Anyone who runs a business is feeling the heat right now. At the beginning of the year, just as Covid was starting to loosen its grip, Omicron appeared and stopped consumers in their tracks. Then came the crisis in Ukraine, skyrocketing inflation, a declining stock market, and continuing supply chain woes. No wonder most Americans think the economy is headed in the wrong direction.
Throughout it all, I’ve never felt better about the way I’ve approached business.
Why do I say that at a time when most companies in our space are having a down year, and some high-flying companies have seen their valuations cut in half? It’s because we built a business with buffers that allow us to prosper in good times and still stay protected and healthy when macroeconomic headwinds start to blow.
As a business leader you can’t control circumstances, but you can control how you prepare for them. Here’s what we believe is the winning formula.
Keep your costs low. We built Saatva to have very low fixed costs. We manufacture our mattresses to order, which means we keep no expensive inventory. Because we work with 19 factories and 150 white-glove delivery partners nationwide, we can be nimble, scaling up or down as market conditions require. Even our new physical retail program is designed to have a light footprint relative to the overall size of our e-commerce business. A variable cost model allows me to maintain a cautious touch while still trying to be aggressive.
Know your consumer. When we started Saatva we targeted the premium segment of the market, where the consumer is less vulnerable to economic downturns. And because we’ve behaved so well as a brand for the last 12 years—making a quality product, offering outstanding value, and providing best-in-class customer service—we’ve been able to raise prices as our costs went up and still maintain revenue levels that allow us to be profitable.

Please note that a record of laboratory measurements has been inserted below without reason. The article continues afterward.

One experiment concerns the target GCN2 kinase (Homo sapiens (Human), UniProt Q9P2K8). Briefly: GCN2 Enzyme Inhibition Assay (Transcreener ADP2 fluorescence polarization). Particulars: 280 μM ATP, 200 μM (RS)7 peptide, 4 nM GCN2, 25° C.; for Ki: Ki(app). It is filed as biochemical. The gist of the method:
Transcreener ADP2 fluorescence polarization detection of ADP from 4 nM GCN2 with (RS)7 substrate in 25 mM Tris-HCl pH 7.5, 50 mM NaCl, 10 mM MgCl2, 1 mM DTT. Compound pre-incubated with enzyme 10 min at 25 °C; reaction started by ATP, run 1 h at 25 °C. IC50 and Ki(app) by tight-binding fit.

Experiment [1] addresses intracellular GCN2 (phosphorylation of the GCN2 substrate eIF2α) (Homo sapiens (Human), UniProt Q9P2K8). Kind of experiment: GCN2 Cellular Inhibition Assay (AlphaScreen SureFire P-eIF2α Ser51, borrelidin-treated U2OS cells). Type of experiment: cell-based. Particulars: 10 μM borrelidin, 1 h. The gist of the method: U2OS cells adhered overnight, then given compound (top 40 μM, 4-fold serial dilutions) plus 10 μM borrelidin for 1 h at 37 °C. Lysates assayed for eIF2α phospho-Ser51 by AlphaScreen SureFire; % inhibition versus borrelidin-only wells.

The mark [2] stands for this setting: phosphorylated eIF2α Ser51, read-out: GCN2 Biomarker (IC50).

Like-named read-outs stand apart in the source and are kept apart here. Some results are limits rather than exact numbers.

Stay your course. If you want to make it through the tough times, you need to stick to your plan even in the good times. There were countless times in recent years when I could have made sloppy decisions to chase unprofitable growth. I could have easily signed leases on 15 more retail locations last year for millions of dollars more in capital expenditures, but I didn’t want us to get ahead of ourselves. I was willing to trade off turbocharged growth to build a solid, profitable business model. Simply put, we chose to take a confident and steadfast approach that has allowed us to gain market share even in this turbulent time.
Learn from the past (and from each other). When the last big economic crisis hit in 2007, I was running a national chain of 219 furniture retail stores. I know what it feels like when things slow down and you're burdened with heavy fixed costs. There’s no worse feeling. Saatva was founded on the heels of that experience, with an understanding of “what if.” What we’re living through now is why I insist on a cross-generational management team, not just for my own company but for the businesses I invest in personally. The best leadership combines vibrant young talent that understands the modern way of doing business with grayer heads who’ve managed through good times and bad.
The reality is that challenges like these prove an entrepreneur’s mettle. If your business is built with the right kind of flexibility, you might just find some incredible growth opportunities that are there for the taking.
- Ron Rudzin, Saatva Founder and CEO
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